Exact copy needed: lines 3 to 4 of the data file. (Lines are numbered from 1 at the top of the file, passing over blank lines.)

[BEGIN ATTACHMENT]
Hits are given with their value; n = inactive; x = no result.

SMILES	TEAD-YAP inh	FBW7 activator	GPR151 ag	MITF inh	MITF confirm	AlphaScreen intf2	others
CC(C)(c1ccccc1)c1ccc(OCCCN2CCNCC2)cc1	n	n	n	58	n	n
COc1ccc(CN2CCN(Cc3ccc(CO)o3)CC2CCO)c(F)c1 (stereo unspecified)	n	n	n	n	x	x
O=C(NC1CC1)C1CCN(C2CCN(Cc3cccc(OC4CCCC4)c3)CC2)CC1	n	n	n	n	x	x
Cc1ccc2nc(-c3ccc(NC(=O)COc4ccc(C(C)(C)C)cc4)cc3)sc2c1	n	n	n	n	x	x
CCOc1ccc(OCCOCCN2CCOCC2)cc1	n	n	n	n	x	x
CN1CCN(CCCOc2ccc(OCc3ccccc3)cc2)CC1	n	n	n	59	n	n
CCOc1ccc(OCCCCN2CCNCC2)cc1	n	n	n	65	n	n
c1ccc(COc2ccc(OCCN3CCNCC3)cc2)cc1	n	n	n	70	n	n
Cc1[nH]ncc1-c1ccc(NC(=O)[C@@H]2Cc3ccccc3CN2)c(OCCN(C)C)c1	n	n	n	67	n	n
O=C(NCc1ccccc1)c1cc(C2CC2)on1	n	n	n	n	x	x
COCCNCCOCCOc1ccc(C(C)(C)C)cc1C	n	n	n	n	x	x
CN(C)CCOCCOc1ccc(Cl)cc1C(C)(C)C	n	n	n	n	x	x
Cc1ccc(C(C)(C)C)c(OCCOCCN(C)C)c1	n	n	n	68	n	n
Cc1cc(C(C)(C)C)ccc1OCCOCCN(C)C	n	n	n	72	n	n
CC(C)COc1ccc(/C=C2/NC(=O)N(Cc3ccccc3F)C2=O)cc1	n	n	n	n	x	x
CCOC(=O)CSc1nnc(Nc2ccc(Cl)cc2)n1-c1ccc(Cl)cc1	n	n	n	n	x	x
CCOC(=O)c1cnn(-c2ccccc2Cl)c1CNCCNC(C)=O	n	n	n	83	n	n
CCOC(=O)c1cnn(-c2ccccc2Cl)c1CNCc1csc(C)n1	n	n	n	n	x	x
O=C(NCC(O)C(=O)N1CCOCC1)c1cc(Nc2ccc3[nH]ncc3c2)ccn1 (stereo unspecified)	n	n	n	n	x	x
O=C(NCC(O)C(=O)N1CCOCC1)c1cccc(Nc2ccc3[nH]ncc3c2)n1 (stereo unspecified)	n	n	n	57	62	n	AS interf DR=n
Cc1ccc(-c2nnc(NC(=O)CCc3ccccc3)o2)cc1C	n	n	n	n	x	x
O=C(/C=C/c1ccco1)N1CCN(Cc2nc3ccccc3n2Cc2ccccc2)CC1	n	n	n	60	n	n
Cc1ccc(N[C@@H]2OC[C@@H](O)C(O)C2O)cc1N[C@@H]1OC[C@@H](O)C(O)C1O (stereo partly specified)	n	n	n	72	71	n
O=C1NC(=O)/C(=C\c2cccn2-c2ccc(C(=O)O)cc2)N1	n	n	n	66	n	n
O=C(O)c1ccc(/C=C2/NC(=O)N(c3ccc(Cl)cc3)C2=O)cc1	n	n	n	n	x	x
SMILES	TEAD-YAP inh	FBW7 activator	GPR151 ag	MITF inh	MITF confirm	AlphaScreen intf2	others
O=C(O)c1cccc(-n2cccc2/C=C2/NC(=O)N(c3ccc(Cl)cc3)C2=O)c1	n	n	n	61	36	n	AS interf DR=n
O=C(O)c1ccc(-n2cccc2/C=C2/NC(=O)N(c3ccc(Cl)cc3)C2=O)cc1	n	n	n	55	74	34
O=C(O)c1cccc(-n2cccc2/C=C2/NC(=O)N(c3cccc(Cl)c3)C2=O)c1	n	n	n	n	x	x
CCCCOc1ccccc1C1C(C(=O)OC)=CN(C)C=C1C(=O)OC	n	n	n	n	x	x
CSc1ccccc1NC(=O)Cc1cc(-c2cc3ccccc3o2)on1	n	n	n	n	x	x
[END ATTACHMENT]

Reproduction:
CC(C)(c1ccccc1)c1ccc(OCCCN2CCNCC2)cc1	n	n	n	58	n	n
COc1ccc(CN2CCN(Cc3ccc(CO)o3)CC2CCO)c(F)c1 (stereo unspecified)	n	n	n	n	x	x